Like it or not, we’re all being watched and assessed online as part of the standard recruitment process. So, where should the line be drawn? There definitely comes a point where social screening oversteps the mark. With social media profiling statistics on the rise, it’s high time to face the unpleasant reality of screening evolving into stalking.


Getting up close and personal

There’s a huge and identifiable difference between a personal social account and a professional one.  Looking at the latter is valuable, as well as being fully anticipated. Dissecting the former is akin to eavesdropping on a candidate’s conversation with their close friends or observing their behaviour on a night out. It’s not relevant to the role in question and it’s also creepy. Yes, creepy.

Recruiters don’t need to be thumbing through a candidate’s Instagram account to assess whether their skills are a strong fit for the job, nor do they need to see their mundane social updates on the night’s TV to gauge their cultural fit. Those posts weren’t created for your eyes and they aren’t applicable to the candidate’s application.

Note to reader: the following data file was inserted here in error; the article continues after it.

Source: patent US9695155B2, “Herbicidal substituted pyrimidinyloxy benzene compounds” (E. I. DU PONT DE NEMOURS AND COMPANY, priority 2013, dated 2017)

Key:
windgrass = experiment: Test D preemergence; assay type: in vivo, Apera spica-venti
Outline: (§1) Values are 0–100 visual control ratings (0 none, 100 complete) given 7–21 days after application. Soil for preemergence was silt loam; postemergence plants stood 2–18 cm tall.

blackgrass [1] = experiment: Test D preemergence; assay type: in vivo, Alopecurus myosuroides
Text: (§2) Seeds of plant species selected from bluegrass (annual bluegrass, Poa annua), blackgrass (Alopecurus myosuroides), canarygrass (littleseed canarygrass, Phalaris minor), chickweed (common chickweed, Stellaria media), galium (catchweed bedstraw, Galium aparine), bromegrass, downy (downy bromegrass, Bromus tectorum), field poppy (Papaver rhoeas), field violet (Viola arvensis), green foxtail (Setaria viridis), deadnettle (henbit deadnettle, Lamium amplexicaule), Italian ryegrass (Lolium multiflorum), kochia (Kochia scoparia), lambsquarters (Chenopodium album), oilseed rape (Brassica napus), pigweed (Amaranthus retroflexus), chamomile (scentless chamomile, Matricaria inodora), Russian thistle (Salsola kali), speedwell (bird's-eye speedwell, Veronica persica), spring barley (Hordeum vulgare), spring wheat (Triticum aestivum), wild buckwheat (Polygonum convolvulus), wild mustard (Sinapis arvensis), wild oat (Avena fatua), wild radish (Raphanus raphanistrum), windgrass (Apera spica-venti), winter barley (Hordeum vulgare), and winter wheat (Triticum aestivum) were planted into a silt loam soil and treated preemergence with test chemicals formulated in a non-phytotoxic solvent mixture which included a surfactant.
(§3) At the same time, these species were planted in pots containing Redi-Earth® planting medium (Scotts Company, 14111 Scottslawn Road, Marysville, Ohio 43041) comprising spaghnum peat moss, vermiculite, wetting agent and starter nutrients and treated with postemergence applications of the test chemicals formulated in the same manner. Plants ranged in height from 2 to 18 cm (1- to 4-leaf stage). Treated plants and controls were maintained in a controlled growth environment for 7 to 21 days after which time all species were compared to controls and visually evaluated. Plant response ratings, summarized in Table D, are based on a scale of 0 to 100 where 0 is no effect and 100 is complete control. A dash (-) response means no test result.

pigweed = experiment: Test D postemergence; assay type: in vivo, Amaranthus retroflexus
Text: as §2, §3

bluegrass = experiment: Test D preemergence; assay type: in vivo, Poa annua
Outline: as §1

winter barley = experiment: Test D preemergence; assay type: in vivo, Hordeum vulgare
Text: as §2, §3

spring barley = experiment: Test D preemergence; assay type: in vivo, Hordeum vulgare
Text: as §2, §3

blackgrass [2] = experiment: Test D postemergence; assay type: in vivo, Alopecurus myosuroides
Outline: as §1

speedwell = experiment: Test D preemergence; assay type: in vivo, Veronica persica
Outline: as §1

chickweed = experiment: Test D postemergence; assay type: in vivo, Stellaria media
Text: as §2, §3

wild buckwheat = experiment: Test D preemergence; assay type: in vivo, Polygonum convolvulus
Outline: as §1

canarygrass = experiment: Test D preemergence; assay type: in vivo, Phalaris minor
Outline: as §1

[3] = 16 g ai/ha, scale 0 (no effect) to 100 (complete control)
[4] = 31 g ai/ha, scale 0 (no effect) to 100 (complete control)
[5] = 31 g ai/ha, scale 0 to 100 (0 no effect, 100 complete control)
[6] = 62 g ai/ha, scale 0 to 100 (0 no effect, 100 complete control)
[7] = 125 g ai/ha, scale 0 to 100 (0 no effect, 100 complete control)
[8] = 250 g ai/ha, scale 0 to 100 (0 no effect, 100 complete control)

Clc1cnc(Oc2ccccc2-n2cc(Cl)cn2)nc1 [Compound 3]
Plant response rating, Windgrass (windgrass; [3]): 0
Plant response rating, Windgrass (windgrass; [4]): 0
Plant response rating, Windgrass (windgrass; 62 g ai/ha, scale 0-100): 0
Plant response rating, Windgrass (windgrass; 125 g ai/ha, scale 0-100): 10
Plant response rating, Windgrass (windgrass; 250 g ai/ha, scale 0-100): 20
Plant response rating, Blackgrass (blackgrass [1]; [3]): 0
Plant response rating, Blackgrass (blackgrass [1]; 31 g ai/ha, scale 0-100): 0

Crossing the line

Let’s look at the example in which job seekers for Bozeman city posts were asked for their Facebook logins as part of the screening process. Really, that happened. As well as standard criminal record checks and past employment reviews, candidates were required to provide their details and/or passwords to:

“Any and all, current personal or business websites, web pages or memberships on any Internet-based chat rooms, social clubs or forums, to include, but not limited to: Facebook, Google, Yahoo,, MySpace, etc.”

Does anybody else have the screeching violin music from the Psycho shower scene playing in their head right now?


The pitfalls of privacy invasion

Now, it’s understandable why checking out personal social accounts is tempting. Professional accounts are highly selective in the information they share, and you don’t exactly get a sense of whether your candidates are racist Neo-Nazis or sadistic sociopaths from their LinkedIn profiles. Plus, it’s not likely that a candidate is just going to come out and tell you that they swear like a sailor and have daily inclinations to rant about the world and all of its inhabitants.

But you can’t poke and pry into their personal lives.